Prestigious winemaking awards were low on Russia’s list of priorities when annexing Crimea from Ukraine in 2014, but it now counts accolades won by Crimean winemakers as a Russian achievement.
Scooping three silver and three bronze medals at the International Wine and Spirit Competition (with their Riesling variety getting an ‘Outstanding’ tag), new winemaker ‘Alma Valley’ has become the latest soft power victory in the ‘Russification’ of the peninsula.
Even though the project dates back to 2008, when the first grapes were planted on the shores of Alma River, and the state-of-the-art winery became operational in 2013, the entire top management is made up of Russians believed to be close to people in power in Moscow.
In 2015, Russian media outlet RBC conducted an investigation into the financiers of the project and found no concrete patrons, but said it looks like a top state banker was heavily involved.
According to Alma Valley’s PR material, the valley itself has been a wine-producing location since times immemorial, from the Scythians of antiquity to the Soviet Union. The vineyards only fell victim to Gorbachev’s 1985 anti-alcohol campaigns which destroyed much of Ukraine and Georgia’s winemaking capabilities.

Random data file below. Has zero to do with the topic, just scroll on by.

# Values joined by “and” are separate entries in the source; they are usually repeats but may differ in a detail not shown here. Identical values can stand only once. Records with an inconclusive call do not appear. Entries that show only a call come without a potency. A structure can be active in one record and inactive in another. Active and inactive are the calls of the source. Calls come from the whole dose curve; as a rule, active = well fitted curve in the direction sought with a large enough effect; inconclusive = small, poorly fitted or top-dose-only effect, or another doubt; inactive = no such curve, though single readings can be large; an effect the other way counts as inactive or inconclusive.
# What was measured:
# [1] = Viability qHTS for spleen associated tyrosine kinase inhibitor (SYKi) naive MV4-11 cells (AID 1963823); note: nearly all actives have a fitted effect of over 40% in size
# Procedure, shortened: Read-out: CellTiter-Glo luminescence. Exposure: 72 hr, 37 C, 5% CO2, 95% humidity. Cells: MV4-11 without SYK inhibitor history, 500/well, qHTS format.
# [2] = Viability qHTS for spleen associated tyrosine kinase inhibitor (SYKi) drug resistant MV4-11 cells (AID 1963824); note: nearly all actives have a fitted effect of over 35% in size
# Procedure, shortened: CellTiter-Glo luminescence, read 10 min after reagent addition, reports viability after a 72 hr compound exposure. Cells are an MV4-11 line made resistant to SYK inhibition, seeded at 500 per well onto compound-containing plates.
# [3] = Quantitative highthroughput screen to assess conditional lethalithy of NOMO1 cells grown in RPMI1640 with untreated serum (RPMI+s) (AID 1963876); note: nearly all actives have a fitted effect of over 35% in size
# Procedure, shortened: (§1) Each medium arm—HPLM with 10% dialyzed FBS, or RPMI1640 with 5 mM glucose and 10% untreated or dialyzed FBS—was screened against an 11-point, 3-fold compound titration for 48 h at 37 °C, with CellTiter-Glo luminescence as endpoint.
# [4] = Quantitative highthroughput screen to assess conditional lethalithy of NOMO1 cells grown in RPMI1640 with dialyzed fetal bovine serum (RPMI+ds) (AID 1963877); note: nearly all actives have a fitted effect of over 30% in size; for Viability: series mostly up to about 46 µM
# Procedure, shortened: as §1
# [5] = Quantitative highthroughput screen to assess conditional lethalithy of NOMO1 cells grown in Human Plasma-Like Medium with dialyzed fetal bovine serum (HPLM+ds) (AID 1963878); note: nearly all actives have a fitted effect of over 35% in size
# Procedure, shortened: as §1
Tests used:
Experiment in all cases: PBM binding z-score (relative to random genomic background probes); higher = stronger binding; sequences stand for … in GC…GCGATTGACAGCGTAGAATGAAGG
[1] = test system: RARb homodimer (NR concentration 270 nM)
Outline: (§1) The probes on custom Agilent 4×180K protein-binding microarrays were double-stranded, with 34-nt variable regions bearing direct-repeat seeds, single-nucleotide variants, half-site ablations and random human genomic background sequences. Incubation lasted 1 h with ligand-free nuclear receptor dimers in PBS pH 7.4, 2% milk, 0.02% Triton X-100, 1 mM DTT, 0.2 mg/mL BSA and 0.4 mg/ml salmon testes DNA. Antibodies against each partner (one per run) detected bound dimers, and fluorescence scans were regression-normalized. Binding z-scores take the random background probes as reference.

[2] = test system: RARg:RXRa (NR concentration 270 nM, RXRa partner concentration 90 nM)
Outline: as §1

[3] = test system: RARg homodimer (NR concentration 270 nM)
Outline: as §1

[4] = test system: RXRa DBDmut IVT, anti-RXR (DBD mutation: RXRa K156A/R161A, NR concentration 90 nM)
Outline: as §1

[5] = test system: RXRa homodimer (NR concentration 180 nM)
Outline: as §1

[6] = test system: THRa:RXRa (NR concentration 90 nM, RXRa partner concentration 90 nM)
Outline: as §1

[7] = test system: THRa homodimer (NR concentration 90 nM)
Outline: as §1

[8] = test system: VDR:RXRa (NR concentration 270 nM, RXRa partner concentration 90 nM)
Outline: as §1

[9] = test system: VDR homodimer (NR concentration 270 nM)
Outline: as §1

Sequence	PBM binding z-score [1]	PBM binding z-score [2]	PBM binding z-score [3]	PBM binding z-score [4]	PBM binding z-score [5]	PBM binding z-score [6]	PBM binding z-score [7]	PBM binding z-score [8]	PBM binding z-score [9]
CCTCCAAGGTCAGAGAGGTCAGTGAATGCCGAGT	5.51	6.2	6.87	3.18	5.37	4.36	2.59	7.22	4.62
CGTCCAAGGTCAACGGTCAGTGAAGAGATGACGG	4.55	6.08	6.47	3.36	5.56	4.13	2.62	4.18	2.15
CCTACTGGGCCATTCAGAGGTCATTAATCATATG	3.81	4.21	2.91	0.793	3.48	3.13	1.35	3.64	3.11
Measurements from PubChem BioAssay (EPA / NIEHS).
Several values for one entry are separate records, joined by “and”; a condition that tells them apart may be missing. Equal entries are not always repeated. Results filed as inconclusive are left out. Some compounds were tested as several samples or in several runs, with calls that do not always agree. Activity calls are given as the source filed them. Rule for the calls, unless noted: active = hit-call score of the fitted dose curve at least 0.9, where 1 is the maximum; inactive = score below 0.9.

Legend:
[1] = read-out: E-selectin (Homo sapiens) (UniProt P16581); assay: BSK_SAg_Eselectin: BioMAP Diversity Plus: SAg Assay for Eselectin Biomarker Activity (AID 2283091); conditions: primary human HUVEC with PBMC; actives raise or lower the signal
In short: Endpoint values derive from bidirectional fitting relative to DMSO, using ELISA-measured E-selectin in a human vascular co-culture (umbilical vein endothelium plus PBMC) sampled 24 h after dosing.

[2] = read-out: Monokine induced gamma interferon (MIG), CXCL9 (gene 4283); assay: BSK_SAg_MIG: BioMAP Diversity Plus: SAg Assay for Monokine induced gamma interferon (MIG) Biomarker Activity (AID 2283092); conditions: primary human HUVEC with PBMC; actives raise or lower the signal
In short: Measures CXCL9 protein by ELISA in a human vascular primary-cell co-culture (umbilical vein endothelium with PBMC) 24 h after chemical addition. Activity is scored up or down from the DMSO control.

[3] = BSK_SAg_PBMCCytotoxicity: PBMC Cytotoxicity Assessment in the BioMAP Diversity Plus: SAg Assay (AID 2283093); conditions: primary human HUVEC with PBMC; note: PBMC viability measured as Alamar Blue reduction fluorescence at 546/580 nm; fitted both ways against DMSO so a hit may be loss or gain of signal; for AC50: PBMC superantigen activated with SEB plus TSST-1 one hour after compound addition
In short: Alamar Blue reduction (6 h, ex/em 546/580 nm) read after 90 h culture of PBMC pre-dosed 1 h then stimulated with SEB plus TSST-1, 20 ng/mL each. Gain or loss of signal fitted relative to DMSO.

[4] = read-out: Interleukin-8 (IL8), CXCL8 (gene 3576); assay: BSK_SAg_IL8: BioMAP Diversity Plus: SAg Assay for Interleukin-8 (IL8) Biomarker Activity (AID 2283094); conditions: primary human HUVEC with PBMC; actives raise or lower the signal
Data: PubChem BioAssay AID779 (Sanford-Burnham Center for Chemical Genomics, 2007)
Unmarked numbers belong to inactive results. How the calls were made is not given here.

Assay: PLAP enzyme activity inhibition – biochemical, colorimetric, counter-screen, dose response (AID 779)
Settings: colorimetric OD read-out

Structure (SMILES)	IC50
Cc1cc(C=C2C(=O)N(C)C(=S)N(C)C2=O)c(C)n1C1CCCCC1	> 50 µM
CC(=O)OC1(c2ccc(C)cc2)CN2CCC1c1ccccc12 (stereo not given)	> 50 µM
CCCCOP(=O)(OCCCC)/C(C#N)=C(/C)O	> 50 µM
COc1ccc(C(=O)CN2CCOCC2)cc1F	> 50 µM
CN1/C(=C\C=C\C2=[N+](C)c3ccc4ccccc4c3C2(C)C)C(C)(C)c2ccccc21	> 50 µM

The Mediterranean-esque climate and soil conditions are non-existent on mainland Russia, and that is what gave the winemaker the advantage over long established Russian brands.
But prime winemaking real estate is not the only factor, as the company attracted German wine guru Thomas Doll to be chief winemaker from the outset.
Over the past seven years, Doll has instilled the tradition of gentleness in handling the grapes, avoiding crude pumps and mixing vats in the winery.
The IWSC award and other certificates may soon hang on walls in Moscow as Alma Valley has begun to open wine bars there.
Wine is the only alcohol industry to have grown year on year in Russia following the 2008 financial crisis, writes wine journalist Anton Moiseenko on his personal website, adding that Crimea’s annexation was a major factor in rejuvenating interest in ‘local’ wine production.
The company hopes to produce 1.5 million bottles by the end of 2018 and has recently begun to add rosé to its selection.